Tweaks to State Teacher Evals Planned (TN Report)
Tennessee education officials are revising the freshly implemented teacher evaluation system following criticismthat it fails to adequately grade teachers who instruct in subjects not tested at the state level. EducationCommissioner Kevin Huffman says he expects to reveal by mid-July how the department wants to assessteachers of subjects like art or younger age groups not subject to standardized testing. He declined Wednesdayto comment on the changes, saying it was still subject to “internal discussion.” The Department of Education isexpected to announce that revision before it releases its own study of the evaluation system next month, saidHuffman. He said he expects several of their proposed changes to kick in for the upcoming school year. “We’retrying,” Huffman said, “to improve a system that has not generated the kind of student results we all wish itwould. So it’s incumbent on everyone in the system every year to get a little bit better.”http://tnreport.com/blog/2012/06/20/tweaks-to-state-teacher-evals-planned/ 
Teacher Evaluation Report Due to General Assembly in Mid-July (WPLN-Radio)
The state’s top school leaders are due to issue report to the legislature in a few weeks on Tennessee’s teacherevaluation system. A press release from the state’s largest teacher’s union says it will likely contain a new planfor handling grievances. State officials won’t get into that kind of detail, but some degree of change is expected.Although he says the specifics are still a matter of discussion within the department, Education CommissionerKevin Huffman says next month’s report to the legislature will include tweaks to the way teachers are graded.And he says the evaluations will likely continue to evolve for the foreseeable future. “We’re trying to improve asystem that has not generated the kind of student results that we all wish it would and so it’s incumbent oneveryone who works in the system every year to try and make it a little bitbetter.”http://wpln.org/?p=38444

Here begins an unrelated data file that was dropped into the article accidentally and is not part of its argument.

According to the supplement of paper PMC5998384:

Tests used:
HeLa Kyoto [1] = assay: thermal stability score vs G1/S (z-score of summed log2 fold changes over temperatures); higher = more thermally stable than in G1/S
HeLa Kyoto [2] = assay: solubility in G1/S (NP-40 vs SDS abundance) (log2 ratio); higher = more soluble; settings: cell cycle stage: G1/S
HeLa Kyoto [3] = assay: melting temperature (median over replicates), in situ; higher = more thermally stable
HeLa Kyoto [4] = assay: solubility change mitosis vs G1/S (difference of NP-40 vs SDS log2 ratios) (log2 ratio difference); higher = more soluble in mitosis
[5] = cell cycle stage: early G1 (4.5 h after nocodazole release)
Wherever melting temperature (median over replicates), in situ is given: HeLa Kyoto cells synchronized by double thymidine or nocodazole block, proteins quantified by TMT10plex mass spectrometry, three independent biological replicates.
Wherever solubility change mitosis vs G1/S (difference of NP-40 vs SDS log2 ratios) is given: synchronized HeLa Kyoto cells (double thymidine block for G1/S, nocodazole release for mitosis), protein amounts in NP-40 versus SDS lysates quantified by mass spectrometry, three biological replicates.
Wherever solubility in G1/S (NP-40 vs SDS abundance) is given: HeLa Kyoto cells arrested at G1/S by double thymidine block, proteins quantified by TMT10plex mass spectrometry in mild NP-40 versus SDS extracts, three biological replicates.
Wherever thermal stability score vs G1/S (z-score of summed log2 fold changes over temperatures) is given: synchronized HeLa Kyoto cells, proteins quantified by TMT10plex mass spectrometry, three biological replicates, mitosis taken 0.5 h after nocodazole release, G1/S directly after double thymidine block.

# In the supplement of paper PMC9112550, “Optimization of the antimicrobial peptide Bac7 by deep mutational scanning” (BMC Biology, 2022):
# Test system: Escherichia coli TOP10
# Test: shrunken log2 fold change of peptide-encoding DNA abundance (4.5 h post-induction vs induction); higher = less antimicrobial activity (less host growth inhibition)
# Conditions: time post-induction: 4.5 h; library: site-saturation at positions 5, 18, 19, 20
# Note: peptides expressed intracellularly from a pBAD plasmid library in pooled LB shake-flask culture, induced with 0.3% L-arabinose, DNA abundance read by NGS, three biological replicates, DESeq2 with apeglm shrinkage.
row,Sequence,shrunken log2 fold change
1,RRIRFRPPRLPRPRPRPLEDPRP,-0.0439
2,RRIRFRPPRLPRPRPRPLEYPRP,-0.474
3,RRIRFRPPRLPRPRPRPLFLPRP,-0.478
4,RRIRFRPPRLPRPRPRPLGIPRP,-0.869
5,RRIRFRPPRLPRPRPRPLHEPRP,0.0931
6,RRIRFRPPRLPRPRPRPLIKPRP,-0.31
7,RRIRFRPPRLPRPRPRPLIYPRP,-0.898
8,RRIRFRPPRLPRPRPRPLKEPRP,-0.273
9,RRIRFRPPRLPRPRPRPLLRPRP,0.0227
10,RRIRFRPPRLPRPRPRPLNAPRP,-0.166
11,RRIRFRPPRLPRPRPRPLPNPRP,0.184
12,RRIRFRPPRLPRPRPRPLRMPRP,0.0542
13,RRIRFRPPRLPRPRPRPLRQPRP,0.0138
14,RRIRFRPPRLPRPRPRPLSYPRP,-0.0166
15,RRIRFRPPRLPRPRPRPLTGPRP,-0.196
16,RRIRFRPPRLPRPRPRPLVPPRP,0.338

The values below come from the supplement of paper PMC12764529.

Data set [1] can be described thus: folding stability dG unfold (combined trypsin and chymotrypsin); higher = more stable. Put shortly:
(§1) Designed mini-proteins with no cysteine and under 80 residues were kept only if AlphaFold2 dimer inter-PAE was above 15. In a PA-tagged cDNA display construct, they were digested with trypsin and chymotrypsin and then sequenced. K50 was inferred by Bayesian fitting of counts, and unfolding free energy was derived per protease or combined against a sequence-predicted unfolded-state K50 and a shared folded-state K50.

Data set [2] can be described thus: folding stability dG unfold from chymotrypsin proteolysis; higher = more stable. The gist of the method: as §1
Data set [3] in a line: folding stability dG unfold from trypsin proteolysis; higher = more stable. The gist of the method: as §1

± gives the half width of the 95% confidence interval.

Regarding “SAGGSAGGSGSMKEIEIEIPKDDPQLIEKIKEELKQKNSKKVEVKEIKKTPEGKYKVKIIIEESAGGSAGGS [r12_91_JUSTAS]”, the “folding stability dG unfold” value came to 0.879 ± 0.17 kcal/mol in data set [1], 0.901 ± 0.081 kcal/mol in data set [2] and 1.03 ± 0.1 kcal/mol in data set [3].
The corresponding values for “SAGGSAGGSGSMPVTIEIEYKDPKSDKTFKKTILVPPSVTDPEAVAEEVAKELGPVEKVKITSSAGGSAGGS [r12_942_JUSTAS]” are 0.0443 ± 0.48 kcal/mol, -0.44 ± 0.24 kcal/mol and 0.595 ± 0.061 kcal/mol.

Online Writing Assessment Tests Present Issues (Metro Pulse)
Is Tennessee testing student writing skills or typing skills? Beginning this next school year, the writingassessment tests for eighth grade students will be done online instead of with pencil and paper. There are someissues, as they say. Keyboarding isn’t taught until ninth grade and most eighth-graders’ typing skills consist ofphone texting with their thumbs. Due to the number of computers available, the writing tests will be done over aweek-long period instead of the current practice of giving all the tests on the same day. The same-day rule hadbeen for security in the testing program. Now students taking the test late in the week could have received helpfrom students who take it early. Local systems are still talking with the state department of education. Same-daytests use the same essay question, to which the student writes a five-paragraph response. If the same questionis used over a week-long period, later tested students would have an advantage. But if it isn’t the same question,is it a standardized test?http://www.metropulse.com/news/2012/jun/20/online-writing-assessment-tests-present-issues/ 
TN first Lady to visit W’town Library (Wilson Post)
Tennessee First Lady Crissy Haslam recently launched the Read20 Family Book Club with the goal of promotingearly child literacy and parental engagement in their children’s academic lives. Haslam is encouraging familiesthis summer to read 20 minutes daily. Each month a book will be featured on the website (www.tn.gov/read20).Children and families can participate and find family engagement ideas, reading activities and tips. “I am veryexcited to launch the Read20 Family Book Club,Haslam said in a news release. “Families reading together
build a foundation for strong relationships and academic success for our Tennessee students.” The First Ladyselected Frindle by Andrew Clements as June’s featured “Book of the Month.” Frindle is a story about a boynamed Nicholas who encounters all kinds of adventures after creating a new name for the pen: “frindle.” Shesaid she thinks children and families will “enjoy the imagination and creativity of the main character in Frindle. It’san exciting narrative that I hope will create a great opportunity for families to spend quality time with books thissummer.”http://www.wilsonpost.com/news/8399-tn-first-lady-to-visit-wtown-library-thursday
Tennessee grants $7.5 million for ‘Nashville’ TV show (Memphis Biz Journal)